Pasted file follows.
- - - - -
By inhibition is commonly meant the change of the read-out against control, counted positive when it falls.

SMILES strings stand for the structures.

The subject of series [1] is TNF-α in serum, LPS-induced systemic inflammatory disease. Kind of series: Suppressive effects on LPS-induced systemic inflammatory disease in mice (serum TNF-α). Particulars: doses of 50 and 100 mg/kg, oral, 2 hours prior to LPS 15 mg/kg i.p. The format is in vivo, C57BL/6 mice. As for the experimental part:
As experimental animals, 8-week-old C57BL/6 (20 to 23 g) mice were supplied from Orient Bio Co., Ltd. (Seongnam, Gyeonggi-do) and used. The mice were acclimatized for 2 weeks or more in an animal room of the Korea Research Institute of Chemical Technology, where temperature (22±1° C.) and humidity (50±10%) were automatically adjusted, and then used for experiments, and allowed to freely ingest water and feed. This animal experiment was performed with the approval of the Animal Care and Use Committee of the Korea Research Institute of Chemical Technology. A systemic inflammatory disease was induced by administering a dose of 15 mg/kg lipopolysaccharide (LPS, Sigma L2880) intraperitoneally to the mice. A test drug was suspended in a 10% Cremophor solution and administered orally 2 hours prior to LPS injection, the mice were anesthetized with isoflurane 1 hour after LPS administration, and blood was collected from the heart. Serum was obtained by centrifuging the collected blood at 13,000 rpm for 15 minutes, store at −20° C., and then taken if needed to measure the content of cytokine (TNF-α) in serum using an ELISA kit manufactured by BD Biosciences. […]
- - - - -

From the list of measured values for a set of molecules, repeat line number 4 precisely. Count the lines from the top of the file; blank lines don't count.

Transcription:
As experimental animals, 8-week-old C57BL/6 (20 to 23 g) mice were supplied from Orient Bio Co., Ltd. (Seongnam, Gyeonggi-do) and used. The mice were acclimatized for 2 weeks or more in an animal room of the Korea Research Institute of Chemical Technology, where temperature (22±1° C.) and humidity (50±10%) were automatically adjusted, and then used for experiments, and allowed to freely ingest water and feed. This animal experiment was performed with the approval of the Animal Care and Use Committee of the Korea Research Institute of Chemical Technology. A systemic inflammatory disease was induced by administering a dose of 15 mg/kg lipopolysaccharide (LPS, Sigma L2880) intraperitoneally to the mice. A test drug was suspended in a 10% Cremophor solution and administered orally 2 hours prior to LPS injection, the mice were anesthetized with isoflurane 1 hour after LPS administration, and blood was collected from the heart. Serum was obtained by centrifuging the collected blood at 13,000 rpm for 15 minutes, store at −20° C., and then taken if needed to measure the content of cytokine (TNF-α) in serum using an ELISA kit manufactured by BD Biosciences. […]